2. Study of the applicability of the curlometer technique with the four Cluster spacecraft in regions close to Earth, by S. Grimald, I. Dandouras, P. Robert, and E. Lucek, ANGEO, 2012, Vol.30, pp. 597-611, SRef-ID: 1432-0576/angeo/2012-30-597, http://direct.sref.org/1432-0576/angeo/2012-30-597.
  3. Equinoctial asymmetry in solar activity variations of NmF2 and TEC, by Y. Chen, L. Liu, W. Wan, and Z. Ren, ANGEO, 2012, Vol.30, pp. 613-622, SRef-ID: 1432-0576/angeo/2012-30-613,
    http://direct.sref.org/1432-0576/angeo/2012-30-613.
  4. Multi-spacecraft observations of small-scale fluctuations in density and fields in plasmaspheric plumes, by H. Matsui, F. Darrouzet, J. Goldstein, P. A. Puhl-Quinn, Yu. V. Khotyaintsev, P.-A. Lindqvist, E. Georgescu, C. G. Mouikis, and R. B. Torbert, ANGEO, 2012, Vol.30, pp. 623-637, SRef-ID: 1432-0576/angeo/2012-30-623, http://direct.sref.org/1432-0576/angeo/2012-30-623.
  5. A meteor head echo analysis algorithm for the lower VHF band, by J. Kero, C. Szasz, T. Nakamura, T. Terasawa, H. Miyamoto, and K. Nishimura, ANGEO, 2012, Vol.30, pp. 639-659, SRef-ID: 1432-0576/angeo/2012-30-639, http://direct.sref.org/1432-0576/angeo/2012-30-639.
  6. Electron scale structures of thin current sheets in  magnetic reconnection, by N. Jain, A. S. Sharma, L. M. Zelenyi, and H. V. Malova, ANGEO, 2012, Vol.30, pp. 661-666, SRef-ID: 1432-0576/angeo/2012-30-661, http://direct.sref.org/1432-0576/angeo/2012-30-661.
  7. External triggering of substorms identified using modern optical versus geosynchronous particle data, by B. Gallardo-Lacourt, Y. Nishimura, L. R. Lyons, and E. Donovan, ANGEO, 2012, Vol.30, pp. 667-673, SRef-ID: 1432-0576/angeo/2012-30-667, http://direct.sref.org/1432-0576/angeo/2012-30-667.
Source: COSIS.net Alert Service Subscriptions.

Thursday, 12 April 2012

Call for Papers: Solar Wind 13, Hawaii


Solar Wind 13, the Thirteenth International Solar Wind Conference, will take place 18th-22nd June, 2012, Big Island of Hawaii, USA, at Sheraton Keauhou Hotel. On 17th June 2012, the registration will be open and there will be an evening welcome reception.

The conference will conform to the traditional solar wind themes, addressing the current state of knowledge in the relevant fields of solar and heliospheric physics. In particular, the conference will address:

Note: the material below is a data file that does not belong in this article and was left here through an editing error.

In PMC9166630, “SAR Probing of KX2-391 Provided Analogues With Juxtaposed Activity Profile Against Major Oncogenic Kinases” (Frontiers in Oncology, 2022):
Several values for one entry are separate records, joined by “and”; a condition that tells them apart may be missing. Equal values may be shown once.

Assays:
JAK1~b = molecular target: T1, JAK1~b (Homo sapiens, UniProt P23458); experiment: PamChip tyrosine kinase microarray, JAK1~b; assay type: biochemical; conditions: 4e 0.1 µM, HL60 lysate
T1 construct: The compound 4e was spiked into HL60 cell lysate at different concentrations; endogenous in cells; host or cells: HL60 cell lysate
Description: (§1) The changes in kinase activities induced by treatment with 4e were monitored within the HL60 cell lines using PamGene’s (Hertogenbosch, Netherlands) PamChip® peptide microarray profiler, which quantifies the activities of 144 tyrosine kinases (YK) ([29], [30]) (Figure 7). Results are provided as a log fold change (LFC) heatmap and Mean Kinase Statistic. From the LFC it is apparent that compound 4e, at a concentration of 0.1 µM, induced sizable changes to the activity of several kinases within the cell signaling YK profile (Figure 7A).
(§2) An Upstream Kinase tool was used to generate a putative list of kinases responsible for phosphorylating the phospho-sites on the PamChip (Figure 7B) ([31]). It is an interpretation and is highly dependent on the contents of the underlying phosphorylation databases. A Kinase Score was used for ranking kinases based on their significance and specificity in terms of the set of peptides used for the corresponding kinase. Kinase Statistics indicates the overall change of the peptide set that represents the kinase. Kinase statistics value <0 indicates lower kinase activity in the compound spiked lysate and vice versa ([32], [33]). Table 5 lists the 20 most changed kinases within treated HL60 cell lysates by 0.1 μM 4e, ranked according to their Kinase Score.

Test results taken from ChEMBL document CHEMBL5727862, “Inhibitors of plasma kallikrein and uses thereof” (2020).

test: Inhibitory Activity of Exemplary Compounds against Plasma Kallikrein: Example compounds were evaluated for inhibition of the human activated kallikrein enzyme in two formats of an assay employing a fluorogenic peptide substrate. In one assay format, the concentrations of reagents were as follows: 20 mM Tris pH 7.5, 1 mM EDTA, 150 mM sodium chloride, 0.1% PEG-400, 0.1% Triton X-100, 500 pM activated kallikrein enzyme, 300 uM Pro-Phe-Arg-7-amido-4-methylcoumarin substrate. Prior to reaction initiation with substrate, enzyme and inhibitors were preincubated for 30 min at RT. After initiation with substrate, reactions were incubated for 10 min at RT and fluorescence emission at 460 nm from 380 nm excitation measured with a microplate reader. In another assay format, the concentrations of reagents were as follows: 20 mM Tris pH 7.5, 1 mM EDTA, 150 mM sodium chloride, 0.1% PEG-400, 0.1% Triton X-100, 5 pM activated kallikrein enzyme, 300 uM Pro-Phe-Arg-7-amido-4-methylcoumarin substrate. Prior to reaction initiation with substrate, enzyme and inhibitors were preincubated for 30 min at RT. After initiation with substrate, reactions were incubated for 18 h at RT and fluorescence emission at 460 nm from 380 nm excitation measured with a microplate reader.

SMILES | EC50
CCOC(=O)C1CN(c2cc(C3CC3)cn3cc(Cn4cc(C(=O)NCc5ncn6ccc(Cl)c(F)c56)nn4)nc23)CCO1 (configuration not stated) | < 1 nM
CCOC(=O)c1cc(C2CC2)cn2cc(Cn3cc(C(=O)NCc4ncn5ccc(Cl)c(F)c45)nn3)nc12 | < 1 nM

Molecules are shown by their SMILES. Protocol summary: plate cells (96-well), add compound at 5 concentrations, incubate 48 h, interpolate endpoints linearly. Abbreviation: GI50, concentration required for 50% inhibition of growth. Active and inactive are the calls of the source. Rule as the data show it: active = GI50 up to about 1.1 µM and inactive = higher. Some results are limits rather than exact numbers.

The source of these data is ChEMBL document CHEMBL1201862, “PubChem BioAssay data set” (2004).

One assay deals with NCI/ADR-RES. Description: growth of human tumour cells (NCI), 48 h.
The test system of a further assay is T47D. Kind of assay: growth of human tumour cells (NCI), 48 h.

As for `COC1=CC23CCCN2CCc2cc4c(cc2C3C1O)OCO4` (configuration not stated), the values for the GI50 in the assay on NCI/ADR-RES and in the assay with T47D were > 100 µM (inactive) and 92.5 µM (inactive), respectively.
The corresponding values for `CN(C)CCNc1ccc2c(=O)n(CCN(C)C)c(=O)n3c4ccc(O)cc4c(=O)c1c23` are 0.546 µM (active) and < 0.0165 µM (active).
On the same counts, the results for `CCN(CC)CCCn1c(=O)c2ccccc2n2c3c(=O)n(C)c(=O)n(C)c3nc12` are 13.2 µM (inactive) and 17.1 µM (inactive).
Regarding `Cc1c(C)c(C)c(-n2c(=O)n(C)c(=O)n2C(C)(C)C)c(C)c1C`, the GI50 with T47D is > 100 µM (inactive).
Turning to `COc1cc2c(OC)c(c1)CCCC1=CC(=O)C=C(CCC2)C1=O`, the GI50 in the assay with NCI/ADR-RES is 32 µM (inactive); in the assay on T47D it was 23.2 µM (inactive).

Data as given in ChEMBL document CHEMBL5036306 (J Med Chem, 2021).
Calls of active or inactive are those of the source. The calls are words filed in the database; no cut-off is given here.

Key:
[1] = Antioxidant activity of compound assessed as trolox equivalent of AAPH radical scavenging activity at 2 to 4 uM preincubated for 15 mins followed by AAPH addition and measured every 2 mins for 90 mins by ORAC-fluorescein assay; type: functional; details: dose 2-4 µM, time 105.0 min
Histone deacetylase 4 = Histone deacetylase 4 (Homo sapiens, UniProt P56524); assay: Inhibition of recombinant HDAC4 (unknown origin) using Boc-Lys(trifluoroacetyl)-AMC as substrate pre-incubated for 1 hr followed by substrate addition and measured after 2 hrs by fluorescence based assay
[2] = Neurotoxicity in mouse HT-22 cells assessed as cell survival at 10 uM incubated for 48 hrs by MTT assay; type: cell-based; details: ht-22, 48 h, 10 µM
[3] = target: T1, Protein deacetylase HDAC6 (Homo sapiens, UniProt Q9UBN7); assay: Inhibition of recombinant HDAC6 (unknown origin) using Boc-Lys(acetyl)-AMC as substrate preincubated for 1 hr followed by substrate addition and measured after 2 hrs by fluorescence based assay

1. Physics of the corona, origin and acceleration of the solar wind, and relevant observations of the Sun.
  2. Dynamical behaviour of the interplanetary medium throughout the heliosphere, including large and small scale structures, the evolution of disturbances, dissipative processes, turbulence, and solar energetic particles.
  3. Interaction of the solar wind with the interstellar medium and the heliospheric boundaries, and cosmic rays.
  4. Interaction of the solar wind with solar system objects and dusty environments, including the Earth's magnetosphere, planets, and comets.
  5. Status and prospects of current and future solar wind and heliospheric missions, including new advances in instrumentation.
The program will follow a largely traditional format in that it will be composed of invited lectures and contributed talks and posters.

Please go online and register at www.sw13.org and click on the Registration link. Deadline 30th April 2012.

E-mail inquiries about the meeting should be directed to Gary P. Zank at garyp.zank -at- gmail.com.

Wednesday, 11 April 2012

Call for Papers: EISCAT_3D User Meeting 2012 - Urgent: reserve room!

Botaniska trädgården, Uppsala II
The 4th EISCAT_3D User Meeting will take place in Uppsala, Sweden, 23rd-25th May 2012. For more information please see the meeting web page at


Important: This is a very busy time in Uppsala, so please reserve accommodation as soon as possible!

The preliminary programme is
  • May 23, Wednesday, 10.00-17.00: Space Weather and EISCAT_3D.
  • May 24, Thursday, 9.00-17.00: General EISCAT and EISCAT_3D Science: New results and future plans.
  • May 25, Friday, 9.00-12.00: EISCAT_3D Preparatory Phase project: Current status and future plans. Discussion of future actions by the user community.

The Space Weather component of the EISCAT_3D Science Case was recently discussed in a meeting in Rome, Italy.

You can register for the meeting by e-mail to Stephan Buchert (scb -at- irfu.se), the deadline for registration and abstracts is 27th April 2012.

Photo of the Botanical Gardens from Wikimedia Commons (link).

Tuesday, 10 April 2012

Book: Doppler Radar Observations (open access)